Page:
About Noise Abatement and Related Environmental Issues

Naples Airport Authority and airport staff work continuously to maintain good relations with federal and local agencies, and community groups to ensure that we exhibit a commitment to being a good neighbor.

This includes working with the community to address excessive aircraft noise. A number of noise abatement procedures have been instituted to ensure that Naples Airport and the aviation community remain sensitive to quality of life issues. Naples Airport Authority considers aircraft noise a priority issue and the airport is a noise sensitive airport. Efforts by the authority to reduce the impacts of aircraft noise date back to the first Naples Airport Master Plan in the 1970’s. Since then, the Authority has remained in the forefront of aviation noise issues by instituting a ban on Stage 1 and Stage 2 jets and a voluntary nighttime use restriction. The Authority has also realized the importance of having a full-time airport employee dedicated to working with the community and pilots to address noise issues.

For more information please contact Zachary Burch, Community Engagement/Communications Manager, at (239) 643-0733 or email zburch@flynaples.com.

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About Aviation Noise

Frequently Asked Questions

How does the airport determine which runway to use?

Wind direction determines which runway will be active. Aircraft will take off and land into the wind for safety purposes. The wind helps to slow the aircraft’s ground speed on approach and landing, making it easier to control and reduces the landing roll distance. On take-off, the wind helps pilots attain flying speed more quickly, which allows pilots to clear obstacles and attain a higher altitude before passing over populated areas.

What is the minimum altitude for airplanes and helicopters?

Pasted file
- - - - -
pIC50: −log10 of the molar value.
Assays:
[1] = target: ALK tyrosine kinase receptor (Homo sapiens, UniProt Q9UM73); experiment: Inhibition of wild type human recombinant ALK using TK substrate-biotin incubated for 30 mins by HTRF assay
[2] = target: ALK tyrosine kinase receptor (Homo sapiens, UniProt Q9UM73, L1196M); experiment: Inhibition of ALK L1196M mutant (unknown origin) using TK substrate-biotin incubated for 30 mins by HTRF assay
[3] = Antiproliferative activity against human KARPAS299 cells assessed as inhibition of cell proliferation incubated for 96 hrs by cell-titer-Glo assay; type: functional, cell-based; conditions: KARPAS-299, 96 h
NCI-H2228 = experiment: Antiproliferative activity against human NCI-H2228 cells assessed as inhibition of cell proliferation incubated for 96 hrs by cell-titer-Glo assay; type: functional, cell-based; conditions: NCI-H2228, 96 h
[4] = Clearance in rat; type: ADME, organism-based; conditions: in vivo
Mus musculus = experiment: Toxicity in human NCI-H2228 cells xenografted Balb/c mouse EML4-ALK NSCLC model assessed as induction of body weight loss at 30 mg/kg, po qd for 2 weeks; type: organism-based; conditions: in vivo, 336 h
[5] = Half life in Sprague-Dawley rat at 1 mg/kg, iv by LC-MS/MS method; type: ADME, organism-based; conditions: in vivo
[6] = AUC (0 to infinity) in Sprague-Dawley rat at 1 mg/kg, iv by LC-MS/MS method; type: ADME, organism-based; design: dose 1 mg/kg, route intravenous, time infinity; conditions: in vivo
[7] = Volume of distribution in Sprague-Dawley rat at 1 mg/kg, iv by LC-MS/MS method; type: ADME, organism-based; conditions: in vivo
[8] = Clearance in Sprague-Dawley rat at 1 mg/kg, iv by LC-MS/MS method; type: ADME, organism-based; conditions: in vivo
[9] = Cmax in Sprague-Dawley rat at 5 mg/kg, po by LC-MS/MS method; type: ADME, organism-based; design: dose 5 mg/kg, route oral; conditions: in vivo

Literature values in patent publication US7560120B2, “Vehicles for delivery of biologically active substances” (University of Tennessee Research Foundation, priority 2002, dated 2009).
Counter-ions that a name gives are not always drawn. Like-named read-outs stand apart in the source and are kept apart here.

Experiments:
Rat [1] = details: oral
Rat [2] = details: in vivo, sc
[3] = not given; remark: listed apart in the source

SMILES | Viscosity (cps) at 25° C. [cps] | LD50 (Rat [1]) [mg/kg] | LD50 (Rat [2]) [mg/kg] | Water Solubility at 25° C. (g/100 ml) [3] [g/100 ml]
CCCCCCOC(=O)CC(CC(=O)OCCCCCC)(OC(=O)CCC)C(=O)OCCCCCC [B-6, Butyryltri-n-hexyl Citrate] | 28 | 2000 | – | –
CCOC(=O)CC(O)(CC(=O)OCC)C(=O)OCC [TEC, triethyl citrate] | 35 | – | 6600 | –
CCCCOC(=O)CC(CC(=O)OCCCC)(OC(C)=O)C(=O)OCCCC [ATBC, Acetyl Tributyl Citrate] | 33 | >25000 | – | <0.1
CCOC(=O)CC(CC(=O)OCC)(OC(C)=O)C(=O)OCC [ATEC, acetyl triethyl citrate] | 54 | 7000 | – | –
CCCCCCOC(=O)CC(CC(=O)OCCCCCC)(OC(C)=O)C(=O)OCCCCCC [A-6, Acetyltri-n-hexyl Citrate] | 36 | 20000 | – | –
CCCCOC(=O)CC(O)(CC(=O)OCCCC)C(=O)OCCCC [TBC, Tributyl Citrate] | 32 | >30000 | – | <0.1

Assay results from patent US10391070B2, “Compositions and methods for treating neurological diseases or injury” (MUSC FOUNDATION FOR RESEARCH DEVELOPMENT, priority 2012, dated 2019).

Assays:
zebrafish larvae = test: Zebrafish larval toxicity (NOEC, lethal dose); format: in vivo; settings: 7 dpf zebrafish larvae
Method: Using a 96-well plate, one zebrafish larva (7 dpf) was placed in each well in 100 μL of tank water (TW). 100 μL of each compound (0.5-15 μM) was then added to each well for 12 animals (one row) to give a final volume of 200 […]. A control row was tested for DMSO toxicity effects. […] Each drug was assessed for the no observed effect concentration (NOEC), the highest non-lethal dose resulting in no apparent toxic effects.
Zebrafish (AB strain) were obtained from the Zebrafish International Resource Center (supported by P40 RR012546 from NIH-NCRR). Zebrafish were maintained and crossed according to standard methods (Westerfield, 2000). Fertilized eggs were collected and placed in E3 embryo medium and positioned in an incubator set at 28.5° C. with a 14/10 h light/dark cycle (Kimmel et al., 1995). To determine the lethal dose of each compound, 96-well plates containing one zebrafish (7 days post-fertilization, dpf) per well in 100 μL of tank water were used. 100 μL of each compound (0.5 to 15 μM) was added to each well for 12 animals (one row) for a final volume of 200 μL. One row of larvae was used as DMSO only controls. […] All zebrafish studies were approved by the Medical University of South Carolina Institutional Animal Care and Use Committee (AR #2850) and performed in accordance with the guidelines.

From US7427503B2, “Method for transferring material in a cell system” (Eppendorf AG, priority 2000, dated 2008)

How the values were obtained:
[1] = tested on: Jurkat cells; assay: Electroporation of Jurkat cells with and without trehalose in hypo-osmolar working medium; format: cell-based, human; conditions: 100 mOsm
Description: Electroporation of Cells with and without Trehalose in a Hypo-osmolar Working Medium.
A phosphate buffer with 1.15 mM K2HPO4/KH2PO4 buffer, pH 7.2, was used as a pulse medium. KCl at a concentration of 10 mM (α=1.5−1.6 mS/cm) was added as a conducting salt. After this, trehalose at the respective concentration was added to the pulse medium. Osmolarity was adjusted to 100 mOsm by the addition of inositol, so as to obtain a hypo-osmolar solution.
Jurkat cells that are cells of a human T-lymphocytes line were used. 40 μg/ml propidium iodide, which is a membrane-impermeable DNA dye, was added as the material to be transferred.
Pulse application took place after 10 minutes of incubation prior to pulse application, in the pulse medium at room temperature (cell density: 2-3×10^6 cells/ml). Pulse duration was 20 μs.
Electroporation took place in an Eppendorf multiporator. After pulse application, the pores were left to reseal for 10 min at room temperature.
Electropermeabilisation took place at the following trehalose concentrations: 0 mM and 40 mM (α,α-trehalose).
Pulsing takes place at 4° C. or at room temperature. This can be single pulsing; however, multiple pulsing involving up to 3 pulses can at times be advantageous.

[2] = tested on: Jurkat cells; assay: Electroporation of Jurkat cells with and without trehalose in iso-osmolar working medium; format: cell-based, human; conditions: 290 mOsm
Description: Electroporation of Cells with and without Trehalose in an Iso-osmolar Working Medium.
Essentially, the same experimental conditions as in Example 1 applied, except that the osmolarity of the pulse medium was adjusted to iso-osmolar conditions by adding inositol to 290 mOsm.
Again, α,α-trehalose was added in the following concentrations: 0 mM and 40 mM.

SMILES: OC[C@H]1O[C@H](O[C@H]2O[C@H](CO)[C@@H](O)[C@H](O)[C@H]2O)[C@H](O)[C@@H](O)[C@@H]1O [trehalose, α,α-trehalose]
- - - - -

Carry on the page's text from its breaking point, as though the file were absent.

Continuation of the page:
The minimum altitude for airplanes is 1,000 feet above a populated area unless the aircraft is ascending after take-off or descending on approach to an airport. The exception to this is Mosquito Control spray aircraft, which may operate at a somewhat lower altitude with a special exemption from the Federal Aviation Administration.

How are pilots made aware that Naples is a noise sensitive community?

Signs are posted in the airport pilot briefing room, as well as the entrance to each runway. Additionally, notices are published in aviation reference manuals. Naples Airport also includes noise abatement information on the Automatic Terminal Information Service, a radio broadcast system for all arriving and departing pilots.

Are any of the runways less noise sensitive than others?

Yes. Runway 5 is the northeast departure corridor and is over a commercial/industrial area.

Why do we frequently hear aircraft revving up their engines?

Pilots are required to test the aircraft engines to ensure that the engines and systems are operating safely. This operational test is called an engine run-up, which is required prior to take-off. Routine operational run-ups are normally brief and performed just prior to take-off. Nighttime maintenance engine run-ups are prohibited from 10 p.m. until 7 a.m. Pilots are subject to fines if they violate airport regulations.

Why can’t the airport be closed at night or moved to the east?

Naples Airport Authority cannot place operating restrictions that are contrary to the Federal Aviation Administration National Airports System Plan unless the Authority can fully demonstrate several things, including no restriction to interstate commerce. Moving the airport is cost prohibitive. Based on past studies, it would cost nearly $100 million to rebuild all of the facilities now located on the airport. In addition, there are no areas large enough for the airport that are not environmentally sensitive.

Do aircraft contribute to pollution or “soot” sometimes found outdoors?

According to the Air Transport Action Group, the global aviation industry accounts for approximately 2 percent of anthropogenic carbon dioxide (CO2) emissions. General aviation, including aircraft used for business, represents only 0.20 percent of the 36 giga-tons of global annual CO2 emissions from burning fossil fuels and making cement. (Source)

Naples has both a high pollen count and high humidity. When pollen mildews, it turns black and sticky.

In 2012, the City of Naples commissioned a study through a licensed engineering and geology firm with assessment and remediation capabilities to investigate and test the black soot that some Naples residents find outside on their lanais and cars. The study results showed that the material was pollen consistent with that of palm trees and was not petroleum-based. (Source)

In 2018, the NAA commissioned another test from a different firm with a sample from a roof tile on home under a flight path two miles northeast of the airport in the Wyndemere subdivision that showed the same results. (Source)